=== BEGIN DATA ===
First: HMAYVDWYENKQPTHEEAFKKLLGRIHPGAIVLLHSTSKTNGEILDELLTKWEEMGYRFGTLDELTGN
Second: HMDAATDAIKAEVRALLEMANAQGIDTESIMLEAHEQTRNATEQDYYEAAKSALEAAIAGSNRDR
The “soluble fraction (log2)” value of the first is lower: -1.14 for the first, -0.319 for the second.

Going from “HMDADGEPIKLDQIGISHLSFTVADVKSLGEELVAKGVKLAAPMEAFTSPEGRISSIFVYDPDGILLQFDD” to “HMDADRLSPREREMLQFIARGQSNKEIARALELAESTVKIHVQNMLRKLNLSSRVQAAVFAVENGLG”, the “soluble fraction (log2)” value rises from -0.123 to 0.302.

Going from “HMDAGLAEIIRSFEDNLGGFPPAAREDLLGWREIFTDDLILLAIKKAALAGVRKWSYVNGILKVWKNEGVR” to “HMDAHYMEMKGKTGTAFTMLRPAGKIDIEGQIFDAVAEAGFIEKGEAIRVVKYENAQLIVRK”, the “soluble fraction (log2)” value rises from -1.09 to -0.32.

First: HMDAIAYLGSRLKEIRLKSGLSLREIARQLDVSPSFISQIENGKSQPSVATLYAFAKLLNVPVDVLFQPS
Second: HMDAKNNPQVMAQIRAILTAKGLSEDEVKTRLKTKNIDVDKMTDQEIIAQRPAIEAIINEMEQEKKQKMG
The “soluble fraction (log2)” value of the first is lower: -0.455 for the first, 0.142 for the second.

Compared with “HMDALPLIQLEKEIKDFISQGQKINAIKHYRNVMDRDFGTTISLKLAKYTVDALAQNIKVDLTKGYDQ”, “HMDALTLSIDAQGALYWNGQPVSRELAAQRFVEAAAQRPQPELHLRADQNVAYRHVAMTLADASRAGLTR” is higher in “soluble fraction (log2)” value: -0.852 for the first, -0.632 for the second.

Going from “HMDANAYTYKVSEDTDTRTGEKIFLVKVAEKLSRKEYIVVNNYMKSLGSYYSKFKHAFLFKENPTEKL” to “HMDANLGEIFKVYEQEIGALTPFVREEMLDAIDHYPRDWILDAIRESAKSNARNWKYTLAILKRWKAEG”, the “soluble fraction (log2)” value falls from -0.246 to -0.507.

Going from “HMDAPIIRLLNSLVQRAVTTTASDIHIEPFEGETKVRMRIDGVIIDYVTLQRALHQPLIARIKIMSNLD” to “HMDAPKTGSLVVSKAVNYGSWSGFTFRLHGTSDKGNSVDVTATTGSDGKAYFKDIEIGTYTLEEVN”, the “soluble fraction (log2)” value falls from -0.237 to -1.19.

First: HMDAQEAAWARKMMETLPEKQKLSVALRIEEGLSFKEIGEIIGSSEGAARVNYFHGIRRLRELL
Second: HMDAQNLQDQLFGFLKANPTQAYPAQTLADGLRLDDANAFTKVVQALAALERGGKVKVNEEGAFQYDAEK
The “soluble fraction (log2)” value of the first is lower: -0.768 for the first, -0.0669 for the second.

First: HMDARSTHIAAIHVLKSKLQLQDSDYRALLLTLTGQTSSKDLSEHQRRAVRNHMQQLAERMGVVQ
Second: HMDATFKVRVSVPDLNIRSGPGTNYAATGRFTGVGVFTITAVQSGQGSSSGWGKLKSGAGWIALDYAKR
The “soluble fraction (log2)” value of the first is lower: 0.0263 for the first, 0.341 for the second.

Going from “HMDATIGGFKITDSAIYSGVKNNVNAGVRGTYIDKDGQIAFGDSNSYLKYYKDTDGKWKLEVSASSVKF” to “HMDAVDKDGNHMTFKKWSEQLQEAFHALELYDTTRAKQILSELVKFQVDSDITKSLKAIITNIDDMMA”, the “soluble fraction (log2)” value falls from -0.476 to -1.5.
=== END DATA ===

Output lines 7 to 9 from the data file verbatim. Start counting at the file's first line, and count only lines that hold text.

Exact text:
Second: HMDAKNNPQVMAQIRAILTAKGLSEDEVKTRLKTKNIDVDKMTDQEIIAQRPAIEAIINEMEQEKKQKMG
The “soluble fraction (log2)” value of the first is lower: -0.455 for the first, 0.142 for the second.

Compared with “HMDALPLIQLEKEIKDFISQGQKINAIKHYRNVMDRDFGTTISLKLAKYTVDALAQNIKVDLTKGYDQ”, “HMDALTLSIDAQGALYWNGQPVSRELAAQRFVEAAAQRPQPELHLRADQNVAYRHVAMTLADASRAGLTR” is higher in “soluble fraction (log2)” value: -0.852 for the first, -0.632 for the second.